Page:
The reality star and entrepreneur recently hinted that her shapewear line, Skims Solutionwear, might soon include an assortment for men.
“I have been asked a lot about the men’s question and I would love to do that and I hope that we’re working on that soon,” Kardashian West recently told E! News. “There’s some fun stuff in the works.”
The Skims team declined to expand on the possibility of a men’s compression line.
But the expansion might fit right into Kardashian West’s brand.
The inaugural Skims Solutionwear collection came in nine colors that ranged in size from XXS to 4XL and 28 cups sizes. Shapewear extended up to size 5XL. (Since then she’s added the Cotton Collection, Bonded Collection and body accessories, like boob tape and nipple covers in multiple colors.)
Kardashian West also used a lineup of “real women” in lieu of models to promote the brand and show how “Skims empowers them to feel [like] the best version of themselves,” according to the company. The women included plus-size models, childhood friends, family members — like Kourtney Kardashian, Kendall Jenner and mom Kris Jenner — and Alice Marie Johnson, a former inmate who had been serving a life sentence for nonviolent drug charges.
“My brands and products are built with inclusivity and diversity at their core,” Kardashian West wrote on Instagram in July.
The total global shapewear market, which was worth approximately $2 billion last year, could be worth as much as $6.4 billion by 2024, according to some reports.
The market for men’s shapewear — or more commonly called compression wear — however, is slim compared with the women’s market.
Brands like Spanx, RocBodyWear and Leonisa have some options. There are also a number of brands that sell men’s compression wear for working out in, including 2XU and Under Armour. Marshal Cohen, The NPD Group’s chief industry adviser, said the men’s compression wear category is in “replenishment mode.”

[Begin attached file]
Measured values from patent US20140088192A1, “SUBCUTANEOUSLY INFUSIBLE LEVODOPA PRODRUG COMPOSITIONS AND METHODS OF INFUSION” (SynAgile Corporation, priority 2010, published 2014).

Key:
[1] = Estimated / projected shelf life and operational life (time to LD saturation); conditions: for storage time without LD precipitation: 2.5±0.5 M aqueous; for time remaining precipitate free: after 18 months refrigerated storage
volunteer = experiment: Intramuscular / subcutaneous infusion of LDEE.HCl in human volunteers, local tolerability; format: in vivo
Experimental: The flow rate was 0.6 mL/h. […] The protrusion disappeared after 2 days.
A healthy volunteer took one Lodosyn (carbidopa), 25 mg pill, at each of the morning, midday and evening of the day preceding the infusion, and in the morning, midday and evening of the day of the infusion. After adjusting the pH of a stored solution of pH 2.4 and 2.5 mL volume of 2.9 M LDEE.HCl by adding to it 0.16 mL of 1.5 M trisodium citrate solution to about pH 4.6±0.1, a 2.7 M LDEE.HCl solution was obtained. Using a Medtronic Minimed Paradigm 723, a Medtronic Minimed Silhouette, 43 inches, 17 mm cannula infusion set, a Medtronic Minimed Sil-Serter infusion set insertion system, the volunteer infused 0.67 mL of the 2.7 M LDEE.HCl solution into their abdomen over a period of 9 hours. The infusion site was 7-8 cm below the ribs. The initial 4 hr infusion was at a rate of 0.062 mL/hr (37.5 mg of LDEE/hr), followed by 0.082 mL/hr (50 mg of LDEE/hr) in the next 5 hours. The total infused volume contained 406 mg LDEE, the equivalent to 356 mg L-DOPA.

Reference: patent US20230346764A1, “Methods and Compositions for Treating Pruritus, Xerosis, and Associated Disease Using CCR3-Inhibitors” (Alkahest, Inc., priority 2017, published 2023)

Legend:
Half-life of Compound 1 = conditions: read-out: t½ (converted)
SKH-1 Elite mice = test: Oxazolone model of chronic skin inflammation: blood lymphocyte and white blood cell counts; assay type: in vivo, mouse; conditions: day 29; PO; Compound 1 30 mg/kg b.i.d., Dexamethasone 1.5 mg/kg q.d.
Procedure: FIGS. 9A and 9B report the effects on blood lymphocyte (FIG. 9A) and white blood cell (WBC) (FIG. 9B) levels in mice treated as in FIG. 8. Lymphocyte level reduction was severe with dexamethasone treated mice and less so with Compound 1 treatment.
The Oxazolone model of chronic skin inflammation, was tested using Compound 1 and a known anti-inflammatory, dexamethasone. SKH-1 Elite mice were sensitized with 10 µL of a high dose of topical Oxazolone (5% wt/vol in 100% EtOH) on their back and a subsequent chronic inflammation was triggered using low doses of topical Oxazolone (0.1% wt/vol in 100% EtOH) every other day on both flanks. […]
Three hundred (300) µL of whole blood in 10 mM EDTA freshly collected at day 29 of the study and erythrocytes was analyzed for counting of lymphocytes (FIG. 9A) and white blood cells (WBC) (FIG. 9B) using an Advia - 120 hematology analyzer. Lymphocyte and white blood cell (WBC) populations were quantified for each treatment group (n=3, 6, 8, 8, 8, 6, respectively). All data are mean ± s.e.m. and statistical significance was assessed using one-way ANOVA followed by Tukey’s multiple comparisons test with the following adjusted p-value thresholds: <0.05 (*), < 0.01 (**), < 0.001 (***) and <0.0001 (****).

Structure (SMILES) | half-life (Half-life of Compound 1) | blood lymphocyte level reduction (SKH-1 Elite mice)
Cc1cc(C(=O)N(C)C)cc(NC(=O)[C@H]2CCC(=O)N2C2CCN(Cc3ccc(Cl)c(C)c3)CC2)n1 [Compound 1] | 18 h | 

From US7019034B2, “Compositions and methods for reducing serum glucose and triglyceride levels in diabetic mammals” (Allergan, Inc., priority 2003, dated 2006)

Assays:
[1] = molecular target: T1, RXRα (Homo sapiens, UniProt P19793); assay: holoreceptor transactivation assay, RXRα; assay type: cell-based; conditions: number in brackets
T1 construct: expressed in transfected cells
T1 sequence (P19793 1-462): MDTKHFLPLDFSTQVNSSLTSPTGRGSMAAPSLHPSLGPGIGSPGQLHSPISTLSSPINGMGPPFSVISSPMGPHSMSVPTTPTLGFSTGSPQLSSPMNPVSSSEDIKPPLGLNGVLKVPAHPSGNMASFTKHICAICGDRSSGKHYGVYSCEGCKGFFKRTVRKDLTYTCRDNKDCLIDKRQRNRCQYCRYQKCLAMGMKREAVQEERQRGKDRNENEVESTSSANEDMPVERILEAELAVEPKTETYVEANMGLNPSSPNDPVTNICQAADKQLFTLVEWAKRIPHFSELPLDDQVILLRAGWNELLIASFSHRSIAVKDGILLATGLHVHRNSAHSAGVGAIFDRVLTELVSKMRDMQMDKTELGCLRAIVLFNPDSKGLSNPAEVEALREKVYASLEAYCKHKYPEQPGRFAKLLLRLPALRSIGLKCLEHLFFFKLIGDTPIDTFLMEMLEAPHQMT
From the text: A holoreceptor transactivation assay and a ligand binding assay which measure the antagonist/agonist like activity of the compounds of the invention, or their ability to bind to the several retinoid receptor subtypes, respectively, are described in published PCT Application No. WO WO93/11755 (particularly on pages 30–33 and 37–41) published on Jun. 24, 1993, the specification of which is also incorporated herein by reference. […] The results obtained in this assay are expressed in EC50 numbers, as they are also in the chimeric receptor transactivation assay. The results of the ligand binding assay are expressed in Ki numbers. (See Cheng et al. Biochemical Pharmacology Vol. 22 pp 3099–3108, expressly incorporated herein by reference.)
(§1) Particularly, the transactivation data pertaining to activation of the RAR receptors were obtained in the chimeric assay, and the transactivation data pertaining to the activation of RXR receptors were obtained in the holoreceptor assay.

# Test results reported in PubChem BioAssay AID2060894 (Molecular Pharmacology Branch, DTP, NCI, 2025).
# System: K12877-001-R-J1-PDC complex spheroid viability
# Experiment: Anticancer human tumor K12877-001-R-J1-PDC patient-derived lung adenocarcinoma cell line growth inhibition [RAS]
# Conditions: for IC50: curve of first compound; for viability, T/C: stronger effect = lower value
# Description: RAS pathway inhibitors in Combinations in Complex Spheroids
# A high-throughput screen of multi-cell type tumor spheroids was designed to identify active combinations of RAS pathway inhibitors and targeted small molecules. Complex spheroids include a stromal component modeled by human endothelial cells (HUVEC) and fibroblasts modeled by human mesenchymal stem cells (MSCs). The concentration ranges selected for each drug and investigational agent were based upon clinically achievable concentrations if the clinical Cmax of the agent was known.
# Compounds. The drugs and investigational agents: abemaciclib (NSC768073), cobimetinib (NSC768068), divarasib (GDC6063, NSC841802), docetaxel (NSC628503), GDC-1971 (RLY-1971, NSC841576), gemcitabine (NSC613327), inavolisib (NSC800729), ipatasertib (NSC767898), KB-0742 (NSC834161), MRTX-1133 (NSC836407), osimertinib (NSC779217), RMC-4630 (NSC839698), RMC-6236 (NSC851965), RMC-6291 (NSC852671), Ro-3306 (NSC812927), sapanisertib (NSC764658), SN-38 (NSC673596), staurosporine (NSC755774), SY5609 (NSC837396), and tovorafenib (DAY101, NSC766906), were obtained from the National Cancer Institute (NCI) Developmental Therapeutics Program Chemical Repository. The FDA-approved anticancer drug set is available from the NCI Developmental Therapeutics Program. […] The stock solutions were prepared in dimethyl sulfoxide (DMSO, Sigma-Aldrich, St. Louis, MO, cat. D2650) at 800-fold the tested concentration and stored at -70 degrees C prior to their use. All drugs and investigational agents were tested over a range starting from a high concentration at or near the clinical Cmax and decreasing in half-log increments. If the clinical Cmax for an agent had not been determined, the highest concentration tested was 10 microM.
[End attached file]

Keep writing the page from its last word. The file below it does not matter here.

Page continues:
“The replenishment business just maintains the business,” Cohen said. “Men are wearing [compression wear] until it wears out and then are buying more.”
That’s a stark contrast from a few years ago, when Cohen said the men’s compression wear business saw double-digit growth. A lack of innovation led to slower sales volumes.
“Guys don’t need more of the same product,” Cohen said. But he added that he does think Kardashian West can succeed in selling shapewear to men, if Skims offers something new.
“If the product is innovative enough, then it will drum up curiosity,” Cohen said. “But if it’s just another celebrity line, then men are not going to buy it. Some of the players in the industry, in the last few years, have basically gotten steeped in tradition.
“But the industry still has a lot of room to grow,” he added.
Kardashian West’s track record shows that she’s an expert in marketing, routinely teasing products on social media and using her digital savvy to communicate with consumers. She launched an infomercial hosted by Kris Jenner and reality stars Kyle Richards and Lisa Rinna.
Meanwhile, the products continue to sell out. The first batch of her Skims was rumored to sell out within minutes of its Sept. 10 launch. Kardashian West has since been posting on social media how other collections, such as the Bonded Collection, have sold out.
If nothing more, Kardashian West’s shapewear line — and possible expansion into men’s compression wear — has got a lot of people talking about shapewear, said Cora Harrington, founder and editor in chief of The Lingerie Addict, a blog on intimates apparel.
“Just because of Kim’s reach, at the very least, a portion of her audience would be interested in, if for no other reason than that her audience is so big,” Harrington said. “It’s not like it’s a business or product that hasn’t been done before. I think the difference would be Kim calling it ‘shapewear’ outright. That might honestly make the category a bit more normalized, or a bit more visible than it is right now. Because I don’t think a lot of people are aware that shapewear for men is a thing.”